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CRYSTAL CITY: While the US military has “tons of really good information on the adversary” that can be used to teach future AI systems about enemy targets, it actually lacks the necessary data about its own forces, says Col. Enrique Oti, head of the Air Force’s key software innovation hub Kessel Run. Until DoD gets that data on itself, he said, there’s a host of AI applications out of reach.
“We don’t have really good information on ourselves — on maintenance, or personnel or even air war planning,” he told Breaking Defense after his presentation at AFCEA NOVA’s 18th annual Air Force IT Day seminar. Oti said that one of the things Kessel Run is trying to do is to rectify that problem.
“One of the issues we have with most software in DoD is the software doesn’t actually generate good data,” he said. “Because it is not entirely user friendly, [it] is not either storing or creating good quality data.”
“So the way we are addressing this is, as we are building software, we ensure that that software is generating data and that the data persists,” he said. “tThat way can actually be used by people looking at AI.”
Oti told the conference that Kessel Run now has created an “C2 Common Platform” for the Air Force that works with different networks and environments, for example connecting to both classified and unclassified servers as well as to the so-called CloudOne repository of unclassified data.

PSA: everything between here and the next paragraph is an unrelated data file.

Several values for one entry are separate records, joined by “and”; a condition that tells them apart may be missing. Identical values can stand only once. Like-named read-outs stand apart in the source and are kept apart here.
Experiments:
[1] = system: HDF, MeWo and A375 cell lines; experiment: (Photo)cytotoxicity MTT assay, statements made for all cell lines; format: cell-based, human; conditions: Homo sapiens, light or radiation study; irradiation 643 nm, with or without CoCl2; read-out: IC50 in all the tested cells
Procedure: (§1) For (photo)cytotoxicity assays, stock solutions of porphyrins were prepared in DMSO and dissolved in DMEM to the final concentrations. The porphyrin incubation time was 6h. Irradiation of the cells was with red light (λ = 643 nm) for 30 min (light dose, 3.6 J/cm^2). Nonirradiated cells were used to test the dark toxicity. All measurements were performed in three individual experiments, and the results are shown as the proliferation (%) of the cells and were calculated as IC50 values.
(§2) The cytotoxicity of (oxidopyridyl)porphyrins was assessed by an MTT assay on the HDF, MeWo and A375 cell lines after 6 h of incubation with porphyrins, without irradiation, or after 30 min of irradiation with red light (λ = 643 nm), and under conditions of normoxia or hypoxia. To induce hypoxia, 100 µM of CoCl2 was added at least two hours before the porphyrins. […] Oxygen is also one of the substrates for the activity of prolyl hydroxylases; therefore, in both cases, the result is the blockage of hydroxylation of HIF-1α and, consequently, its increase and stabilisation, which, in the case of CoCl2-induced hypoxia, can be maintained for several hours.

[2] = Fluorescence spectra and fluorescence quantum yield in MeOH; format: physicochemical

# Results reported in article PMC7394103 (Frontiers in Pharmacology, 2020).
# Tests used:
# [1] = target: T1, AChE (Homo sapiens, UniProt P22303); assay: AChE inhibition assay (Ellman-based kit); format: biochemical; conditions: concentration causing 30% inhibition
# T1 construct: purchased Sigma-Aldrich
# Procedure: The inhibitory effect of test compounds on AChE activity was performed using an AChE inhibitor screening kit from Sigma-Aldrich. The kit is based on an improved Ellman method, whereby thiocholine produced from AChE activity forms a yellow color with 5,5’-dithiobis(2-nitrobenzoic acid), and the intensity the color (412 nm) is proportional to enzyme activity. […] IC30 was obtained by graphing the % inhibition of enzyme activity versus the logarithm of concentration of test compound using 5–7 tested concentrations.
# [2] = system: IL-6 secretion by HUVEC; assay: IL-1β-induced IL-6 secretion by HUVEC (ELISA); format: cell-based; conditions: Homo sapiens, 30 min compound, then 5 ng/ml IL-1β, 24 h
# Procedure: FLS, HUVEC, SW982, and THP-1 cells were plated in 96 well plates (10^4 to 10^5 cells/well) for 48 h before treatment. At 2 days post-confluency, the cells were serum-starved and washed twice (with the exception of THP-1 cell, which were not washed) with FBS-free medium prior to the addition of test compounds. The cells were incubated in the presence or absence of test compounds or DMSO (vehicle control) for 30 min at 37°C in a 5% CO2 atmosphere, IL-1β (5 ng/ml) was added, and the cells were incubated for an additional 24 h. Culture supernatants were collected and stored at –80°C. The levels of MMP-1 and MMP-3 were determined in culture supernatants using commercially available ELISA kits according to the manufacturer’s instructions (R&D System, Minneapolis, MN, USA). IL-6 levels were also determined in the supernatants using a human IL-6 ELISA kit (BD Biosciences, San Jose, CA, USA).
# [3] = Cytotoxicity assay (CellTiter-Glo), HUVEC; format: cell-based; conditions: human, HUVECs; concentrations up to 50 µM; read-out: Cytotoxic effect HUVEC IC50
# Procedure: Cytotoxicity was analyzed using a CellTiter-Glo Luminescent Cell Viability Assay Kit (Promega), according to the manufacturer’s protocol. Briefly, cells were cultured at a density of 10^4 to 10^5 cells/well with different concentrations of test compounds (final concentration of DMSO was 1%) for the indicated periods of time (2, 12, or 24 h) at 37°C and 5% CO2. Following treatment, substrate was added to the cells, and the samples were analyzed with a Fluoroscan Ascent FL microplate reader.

The C2 Common Platform already has generated 15 software applications that are being tested in the field, he said.
“What does this give us? We can now move data seamlessly among systems,” he said. But, Oti cautioned, “there is no single piece of technology that will solve all your problems.”
Oti said that once DoD’s massive JEDI Cloud is ready, the Air Force’s platform will work with it too.
As Breaking D readers know, the Joint Enterprise Defense Infrastructure (JEDI) environment is being designed to provide all the services with cloud computing. It is also facing a major legal investigation launched by losing competitor for the massive contract, Amazon.
Nonetheless, DoD expects a number of organizations and services to begin using JEDI soon. Dana Deasy, DoD’s chief information officer, told the AFCEA NOVA meeting that he has signed up 14 “early adopters” for JEDI services, including the Joint Artificial Intelligence Center (JAIC), Transportation Command, Special Operations Command and the Navy. He explained that unclassified portion of the JEDI environment will be built over the next two months; and the classified part will stand up some six months later.
Those early adopters will allow DoD “to test various principles on JEDI from the tactical edge all the way to the top secret” and across all domains, Deasy said. “So we’re going to learn fairly quickly what it takes to actually now go from the strategic vision to the ability to stand it up and to bring it to life.”
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